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Social media murdered concert etiquette

Chappell+Roan+performed+her+closing+number+Pink+Pony+Club+at+the+Beacham+on+Oct.+25.+
Photo provided by: Madalyn Propst
Chappell Roan performed her closing number “Pink Pony Club” at the Beacham on Oct. 25.

Concert etiquette is nonexistent in a majority of teenage fan bases and there is a flaming culprit: social media. Since 2020, the live music industry has been on a downward spiral,  with shutdowns, venue closings and price gouging becoming increasingly common. However, the biggest slap in the face to music fans is the drastic effect that social media, specifically TikTok, has had on concert etiquette. 

It’s no secret that social media has completely altered the music industry. It has created new stars and given forgotten artists another fifteen minutes of fame nearly every week. But it also plagued live music, with fans who can’t seem to follow basic human decency in any venue. 

One of the worst cases of this lack of etiquette that I have seen was at the Orlando Chappell Roan show I attended. She has had a steady fanbase for years, but recently went viral on TikTok for her song “Hot To Go”. It’s a poppy, feel-good song and was, before it went viral, a favorite at live shows. However, at her Orlando show, it was clear certain people were only there for that song alone, and their behavior was appalling. 

Chappell was set to go on at 9:00, leaving about thirty minutes to spare after the opening act for fans to get last minute merch, drink and go to the bathroom,  but those thirty minutes were like a battleground. Droves of people started trying to push through the crowd to get closer to the stage, and they weren’t just cutting through, they were actually shoving people out of the way.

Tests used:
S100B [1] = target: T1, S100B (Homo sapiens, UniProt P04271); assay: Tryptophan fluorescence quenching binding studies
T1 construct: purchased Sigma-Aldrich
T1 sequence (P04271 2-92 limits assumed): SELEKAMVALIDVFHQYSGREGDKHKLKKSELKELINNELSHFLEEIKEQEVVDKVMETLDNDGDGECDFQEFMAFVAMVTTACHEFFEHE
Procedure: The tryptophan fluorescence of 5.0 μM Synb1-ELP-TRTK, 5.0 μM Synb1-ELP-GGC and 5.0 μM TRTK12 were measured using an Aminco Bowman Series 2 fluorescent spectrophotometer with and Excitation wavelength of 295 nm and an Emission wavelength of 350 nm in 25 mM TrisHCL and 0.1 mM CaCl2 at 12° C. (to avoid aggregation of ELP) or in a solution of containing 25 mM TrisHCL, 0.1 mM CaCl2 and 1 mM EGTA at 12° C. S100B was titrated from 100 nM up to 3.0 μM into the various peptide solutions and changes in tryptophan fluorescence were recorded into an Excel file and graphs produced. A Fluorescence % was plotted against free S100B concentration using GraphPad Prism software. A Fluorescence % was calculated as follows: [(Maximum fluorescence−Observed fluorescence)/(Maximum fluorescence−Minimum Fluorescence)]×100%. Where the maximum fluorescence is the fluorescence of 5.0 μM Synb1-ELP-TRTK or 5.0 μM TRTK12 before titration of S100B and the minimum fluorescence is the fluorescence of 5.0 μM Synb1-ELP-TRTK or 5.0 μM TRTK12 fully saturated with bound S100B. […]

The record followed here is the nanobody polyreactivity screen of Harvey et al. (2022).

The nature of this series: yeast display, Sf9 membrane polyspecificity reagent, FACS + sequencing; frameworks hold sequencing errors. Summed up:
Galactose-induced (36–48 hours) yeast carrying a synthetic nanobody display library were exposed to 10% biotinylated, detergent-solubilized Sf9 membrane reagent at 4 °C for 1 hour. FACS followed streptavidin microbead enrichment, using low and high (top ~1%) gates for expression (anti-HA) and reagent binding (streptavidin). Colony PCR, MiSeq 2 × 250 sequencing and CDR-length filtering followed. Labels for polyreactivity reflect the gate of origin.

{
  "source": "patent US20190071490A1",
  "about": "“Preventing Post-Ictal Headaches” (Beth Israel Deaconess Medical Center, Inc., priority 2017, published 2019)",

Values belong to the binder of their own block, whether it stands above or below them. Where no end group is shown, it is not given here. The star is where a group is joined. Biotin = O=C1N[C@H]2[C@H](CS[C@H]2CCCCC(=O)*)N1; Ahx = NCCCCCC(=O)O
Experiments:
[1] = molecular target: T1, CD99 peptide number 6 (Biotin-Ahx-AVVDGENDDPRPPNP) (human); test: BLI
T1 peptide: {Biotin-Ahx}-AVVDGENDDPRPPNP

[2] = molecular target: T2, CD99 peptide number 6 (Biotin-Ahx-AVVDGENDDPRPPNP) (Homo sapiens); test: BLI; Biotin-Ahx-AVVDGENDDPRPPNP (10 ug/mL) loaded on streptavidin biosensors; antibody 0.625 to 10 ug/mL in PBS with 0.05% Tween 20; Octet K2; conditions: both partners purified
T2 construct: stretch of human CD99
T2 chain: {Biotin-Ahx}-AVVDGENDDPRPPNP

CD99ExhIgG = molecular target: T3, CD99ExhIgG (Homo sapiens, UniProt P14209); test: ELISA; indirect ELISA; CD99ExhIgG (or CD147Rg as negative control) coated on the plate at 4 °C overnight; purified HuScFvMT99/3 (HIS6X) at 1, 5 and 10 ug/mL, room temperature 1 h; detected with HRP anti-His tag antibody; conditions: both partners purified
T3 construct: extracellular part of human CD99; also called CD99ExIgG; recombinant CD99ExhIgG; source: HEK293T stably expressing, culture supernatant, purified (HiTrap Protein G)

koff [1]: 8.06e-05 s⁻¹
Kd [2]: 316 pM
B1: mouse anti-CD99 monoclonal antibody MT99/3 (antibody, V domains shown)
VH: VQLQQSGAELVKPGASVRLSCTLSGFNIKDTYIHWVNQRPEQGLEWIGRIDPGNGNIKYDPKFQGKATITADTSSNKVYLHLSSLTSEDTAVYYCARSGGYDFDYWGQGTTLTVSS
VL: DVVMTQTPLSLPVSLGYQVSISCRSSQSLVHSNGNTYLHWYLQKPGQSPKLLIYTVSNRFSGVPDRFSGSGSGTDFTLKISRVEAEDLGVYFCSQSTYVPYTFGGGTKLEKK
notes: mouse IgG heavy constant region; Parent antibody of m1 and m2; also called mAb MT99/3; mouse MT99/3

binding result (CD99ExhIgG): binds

The same people that were vying to get to the barricade were impatiently waiting for the song, loudly complaining about how long it was taking to get to the one song they wanted to hear. After she played it [“Hot to Go”] those same people who were physically pushing others out of the way to get to the front, up and left halfway through the set. 

Then there were the sign people. Groups of them, all holding massive signs above their heads in the middle of general admission, effectively blocking a majority of the stage from view for half of the concert. The absolute lack of consideration for others was never as big of an issue pre-COVID. 

The overall disrespect for both the artists on stage and other concert-goers is absolutely disgusting and is completely new on this scale. Until the general public learns how to behave, small venues and small artists are the way to go. 

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About the Contributor
Madalyn Propst, Multi-Media Editor
Madalyn Propst is a senior, and the multimedia editor for 2023-2024, she is heavily involved in the school's chorus, and the Florida Democratic Party. She plans on double majoring in political and computer science in the fall.
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